One of the supporting arguments for a free press is what I’ve seen described as the “leprosy argument”. Rulers tend to become isolated from the people they govern; there are many mechanisms promoting such isolation, but the predominant ones are the rise of “courtiers”, people who force themselves into association with the Big Guy in order to bask in the reflected glow of power, and the multiplication of bureaucrats the Big Guy appoints to implement his policies.

One of the effects of leprosy is loss of nerve endings that may result in the sufferer not even noticing damage to his or her extremities because the pain that normally accompanies such damage isn’t felt. Courtiers are by their very nature flatterers, who achieve their positions by playing on the self-image of the ruler to gain their privileged position. Bureaucrats are specifically intended to take the burden of day-to-day interaction with the populace off the boss, who doesn’t have time to deal with minutiae. In both cases the result is layers of intermediaries between ruler and ruled. Leprosy is no longer a common occurrence, so most of us instead refer to a “bubble”, analogous to the child-in-a-bubble who has to be isolated from disease organisms in order to survive and thus cannot interact freely with the world around him.

A free press bypasses all that; its expostulations can, at least in principle, help by passing pain signals from the populace to the ruler despite the insulation provided by the courtiers and bureaucrats.

Moe Lane notes:

I’m used to the President lying to me.  It’s a thing.  I’ve almost grown comfortable with it.  But Obama lying to his own base is pretty darn low-rent of him.

The blogfather quotes James Taranto:

Politicians are supposed to take sides on questions of public policy.

News reporters are not.

Reynolds then goes on to remark

The idea of an independent media has been eclipsed by crony journalism to go with the crony capitalism.

Which is precisely the case. In the terms I introduced above, the (supposed) journalists have converted themselves into courtiers, who see it as their job to both flatter Mr. Obama and to use their considerable power to see to it that anything unflattering is concealed to the extent possible. Coupled with the huge and still-growing armies of bureaucrats who are taking charge (or trying to) of every tiniest aspect of American life, and who are essentially unmanageable from the top simply from their number and the complexity of their operations, this means the President very likely has no knowledge whatever of what lower-ranking Democrats think, let alone the populace at large. The bureaucrats have no intention of bothering the Big Guy with minor details, and the soi-disant Press take it upon themselves to suppress any hint of opinion that might disturb his equanimity.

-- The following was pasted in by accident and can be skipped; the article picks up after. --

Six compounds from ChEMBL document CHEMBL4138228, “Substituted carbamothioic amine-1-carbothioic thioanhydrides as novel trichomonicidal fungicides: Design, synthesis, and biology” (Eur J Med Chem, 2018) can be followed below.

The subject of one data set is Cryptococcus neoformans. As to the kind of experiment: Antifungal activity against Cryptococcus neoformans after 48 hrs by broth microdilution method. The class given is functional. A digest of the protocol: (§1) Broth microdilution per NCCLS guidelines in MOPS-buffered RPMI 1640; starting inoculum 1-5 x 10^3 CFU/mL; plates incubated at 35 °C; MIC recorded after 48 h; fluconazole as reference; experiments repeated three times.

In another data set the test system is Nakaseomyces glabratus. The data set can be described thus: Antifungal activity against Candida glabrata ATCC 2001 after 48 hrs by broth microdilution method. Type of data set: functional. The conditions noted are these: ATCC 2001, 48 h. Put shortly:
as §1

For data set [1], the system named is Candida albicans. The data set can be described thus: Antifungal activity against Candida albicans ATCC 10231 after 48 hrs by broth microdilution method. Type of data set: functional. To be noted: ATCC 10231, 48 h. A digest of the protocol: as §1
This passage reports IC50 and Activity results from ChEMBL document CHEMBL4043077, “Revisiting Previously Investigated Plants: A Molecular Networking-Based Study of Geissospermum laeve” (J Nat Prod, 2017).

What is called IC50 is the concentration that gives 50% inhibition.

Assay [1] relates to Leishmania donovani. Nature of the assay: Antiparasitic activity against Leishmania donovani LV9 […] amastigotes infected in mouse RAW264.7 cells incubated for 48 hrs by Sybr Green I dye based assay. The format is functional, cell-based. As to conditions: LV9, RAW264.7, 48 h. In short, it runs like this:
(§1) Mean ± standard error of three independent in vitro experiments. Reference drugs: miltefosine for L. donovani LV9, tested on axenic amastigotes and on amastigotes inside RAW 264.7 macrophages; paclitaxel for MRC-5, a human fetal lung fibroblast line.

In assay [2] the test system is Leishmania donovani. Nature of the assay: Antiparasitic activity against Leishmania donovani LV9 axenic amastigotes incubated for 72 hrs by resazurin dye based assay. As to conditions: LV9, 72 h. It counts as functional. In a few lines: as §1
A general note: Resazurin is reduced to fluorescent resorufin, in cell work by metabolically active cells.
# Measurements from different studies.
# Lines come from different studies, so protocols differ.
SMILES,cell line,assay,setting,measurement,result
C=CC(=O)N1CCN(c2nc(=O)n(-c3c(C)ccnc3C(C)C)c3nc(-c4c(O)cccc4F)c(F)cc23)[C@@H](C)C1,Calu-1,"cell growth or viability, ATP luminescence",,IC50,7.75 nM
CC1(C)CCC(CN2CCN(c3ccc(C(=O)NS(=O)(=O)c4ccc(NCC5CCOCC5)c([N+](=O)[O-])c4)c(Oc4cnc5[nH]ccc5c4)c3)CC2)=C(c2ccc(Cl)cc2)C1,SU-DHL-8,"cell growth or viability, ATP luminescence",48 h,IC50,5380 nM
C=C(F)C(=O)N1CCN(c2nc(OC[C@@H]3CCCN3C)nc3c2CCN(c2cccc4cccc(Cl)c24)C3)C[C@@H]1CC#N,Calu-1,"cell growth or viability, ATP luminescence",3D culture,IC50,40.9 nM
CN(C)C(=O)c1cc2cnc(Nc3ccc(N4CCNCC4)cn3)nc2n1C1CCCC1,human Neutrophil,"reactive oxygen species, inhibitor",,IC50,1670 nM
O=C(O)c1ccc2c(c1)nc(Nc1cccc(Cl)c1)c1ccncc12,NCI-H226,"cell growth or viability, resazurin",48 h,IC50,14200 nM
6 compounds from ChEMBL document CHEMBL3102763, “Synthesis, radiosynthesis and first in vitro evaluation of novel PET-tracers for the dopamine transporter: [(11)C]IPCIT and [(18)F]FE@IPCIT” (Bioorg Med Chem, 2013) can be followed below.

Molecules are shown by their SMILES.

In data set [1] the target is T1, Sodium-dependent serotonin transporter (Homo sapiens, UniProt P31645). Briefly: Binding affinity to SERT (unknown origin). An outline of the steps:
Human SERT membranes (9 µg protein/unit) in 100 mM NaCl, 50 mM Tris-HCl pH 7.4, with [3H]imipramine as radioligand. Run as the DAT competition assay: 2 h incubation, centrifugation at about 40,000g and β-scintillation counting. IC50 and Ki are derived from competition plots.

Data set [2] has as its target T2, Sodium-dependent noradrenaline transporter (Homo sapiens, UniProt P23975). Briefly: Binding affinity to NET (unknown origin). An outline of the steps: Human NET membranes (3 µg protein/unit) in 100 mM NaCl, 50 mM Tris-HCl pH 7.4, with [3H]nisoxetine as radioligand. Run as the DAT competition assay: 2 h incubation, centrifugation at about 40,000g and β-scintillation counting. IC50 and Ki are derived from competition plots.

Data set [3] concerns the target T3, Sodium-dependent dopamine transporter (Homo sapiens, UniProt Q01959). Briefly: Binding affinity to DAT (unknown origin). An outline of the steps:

So I disagree with Moe. I don’t think President Obama is lying to anybody. It’s a matter of definitions. “Lying” requires that the liar knows the truth and suppresses it. A person who has imperfect knowledge and/or a firm belief that’s wrong, and who makes statements based on that, may be issuing and perpetuating total falsehoods, but is not a “liar” because he or she is not suppressing the truth. It’s fairly clear that Mr. Obama tends to reject data that might contradict his firmly-held convictions, but in the present case it’s highly unlikely he will ever detect any such data, because the Press will suppress it in an attempt to keep him looking good and the bureaucrats won’t tell him because it’s their job to handle such objections without jogging his elbow. The result is egregious mistakes, due to the leprosy-like inability to feel damage brought on by the layers of courtiers and bureaucrats.

Which is fine by me. I’d like to see the man turfed out of his sinecure; the more mistakes he makes the more likely that becomes; and the thicker and denser the “bubble” gets, the less likely it becomes that he’ll feel any pain from his mistakes, right up to the point where his extremities start falling off.

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